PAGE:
February Artist Feature, The Self Care Studio
It's February 1st, and I could not be more eager and excited to kick this month off with our first Featured Artist here at MotBS. And in the wake of the new year and all of it's clean new energy, it feels only too appropriate that this month's artist is none other than Jenna Knapp of TheSelfCareStudio.
Jenna is not only brilliantly articulate, (seriously every time I read anything written by her I have one of those classic spine-tingling emotional "someone put it into words!!" moments, usually followed by a mix of epiphany driven relieved and happy tears,) but her art has a purpose and drive that is ever relevant and everyone can relate to.
So my friend, have you heard of self care? Of course you have, it's everywhere. Within the last few years, the concept and practice of "self care" has become abundant and worldwide. Whether you practice small moments of self care daily, have never taken the time to try it, or have actually never heard of it at all, keep reading.
Why do you think self care has become such a main focus over the last few years?
"I feel committed to focusing on self-care both privately and publicly because it is what helps ground me when I’m not feeling well. It is the way I know how to take care of myself. It is the source of my happiness. It is the pep-talk I give myself when I know I’m not doing a good job of putting myself first. It is my personal form of accountability that I feel I must hold onto to prevent another hospitalization. My current self-care practice is all about preventative care instead of reactionary. I don’t do a great job of it all of the time, but I am working really hard to not let my episodes of mania and depression wear me out like they used to. I am determined to keep healing. And I know that it is a process, a long evolving road. My bipolar diagnosis is something that won’t go away for me, so it is important for me to have a full variety of tools ready for me to fight with."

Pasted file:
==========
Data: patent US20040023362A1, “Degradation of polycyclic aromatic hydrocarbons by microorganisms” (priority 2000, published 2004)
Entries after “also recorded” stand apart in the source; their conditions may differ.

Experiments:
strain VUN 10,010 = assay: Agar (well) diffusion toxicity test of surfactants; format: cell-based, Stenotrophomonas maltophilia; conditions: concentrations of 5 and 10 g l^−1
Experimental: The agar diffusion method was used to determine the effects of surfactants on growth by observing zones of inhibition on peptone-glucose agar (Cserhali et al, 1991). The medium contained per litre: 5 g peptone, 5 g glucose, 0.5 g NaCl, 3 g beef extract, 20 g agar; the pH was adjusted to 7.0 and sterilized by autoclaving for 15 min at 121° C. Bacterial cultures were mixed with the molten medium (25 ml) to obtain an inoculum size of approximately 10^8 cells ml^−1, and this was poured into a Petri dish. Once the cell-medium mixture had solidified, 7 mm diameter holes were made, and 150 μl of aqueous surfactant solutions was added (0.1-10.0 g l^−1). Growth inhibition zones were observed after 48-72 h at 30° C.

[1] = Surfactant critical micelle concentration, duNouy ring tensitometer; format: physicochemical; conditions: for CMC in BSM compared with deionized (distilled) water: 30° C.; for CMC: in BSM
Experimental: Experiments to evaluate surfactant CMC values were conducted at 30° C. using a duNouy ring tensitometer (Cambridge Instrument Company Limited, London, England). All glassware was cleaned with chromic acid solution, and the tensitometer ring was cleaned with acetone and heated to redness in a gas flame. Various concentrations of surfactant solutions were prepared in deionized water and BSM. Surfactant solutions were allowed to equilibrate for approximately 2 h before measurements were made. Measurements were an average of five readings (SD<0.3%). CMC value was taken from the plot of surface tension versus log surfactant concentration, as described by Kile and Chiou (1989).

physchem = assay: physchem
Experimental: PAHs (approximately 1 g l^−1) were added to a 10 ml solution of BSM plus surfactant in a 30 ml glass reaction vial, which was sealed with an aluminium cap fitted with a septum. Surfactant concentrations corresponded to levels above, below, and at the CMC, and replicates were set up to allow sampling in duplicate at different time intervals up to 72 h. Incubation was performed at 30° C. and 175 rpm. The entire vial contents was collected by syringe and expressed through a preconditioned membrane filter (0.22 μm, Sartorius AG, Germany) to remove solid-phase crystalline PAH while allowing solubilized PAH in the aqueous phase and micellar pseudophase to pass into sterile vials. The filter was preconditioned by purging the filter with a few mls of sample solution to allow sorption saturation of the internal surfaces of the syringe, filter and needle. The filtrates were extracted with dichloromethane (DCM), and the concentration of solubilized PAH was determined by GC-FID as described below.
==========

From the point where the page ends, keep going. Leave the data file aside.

What brought you to SCS?
"I was diagnosed with bipolar disorder about three and a half years ago – the same summer that my Aunt Anne committed suicide. Her death sent me into a severe depression that led to my own suicide ideation, which led to a psychiatric hospital, which led to antidepressants and sleeping medication, which led to an onset of mania, which led to my diagnosis. It has been a long road figuring out what works for me and what does not. As I learned more about bipolar disorder, I realized that I actually went through stages of hypomania many times in my life. This included over-committing, over-scheduling, not sleeping, not eating, and a constant stream of racing thoughts. That was my norm for years and I never felt like anything was ‘wrong’. I thrived on the sixteen-hour days at the studio and I loved it. Why would I think I was ill?"
"The long road of trial and error led me to a second hospitalization two years ago that had less to do with my grief and more to do with a severe bout of depression. Thats when I realized I really need to work on practicing my preventative care. After my last hospitalization I realized that I needed to find a way to keep practicing everything I had been learning in inpatient and outpatient. I was exposed to all different kinds of art therapy, CBT (cognitive behavioral therapy), DBT (dialectical behavioral therapy), and occupational therapy. All of which were having a huge impact on the way I was approaching day-to-day life. I wanted to find a way to hold onto that and translate all the new knowledge I was accumulating into something less clinical, combined with my passion for art. Hence, The Self Care Studio was born. Initially the project existed only online and included me posting illustrations and writing surrounding topics of mental wellness and self-care but over time the studio has evolved into producing self-care merchandise and has an Etsy store, pop-up shops at art and craft markets, and hosting a variety of hands-on sensory workshops that encourage people to carve out time for themselves and slow down."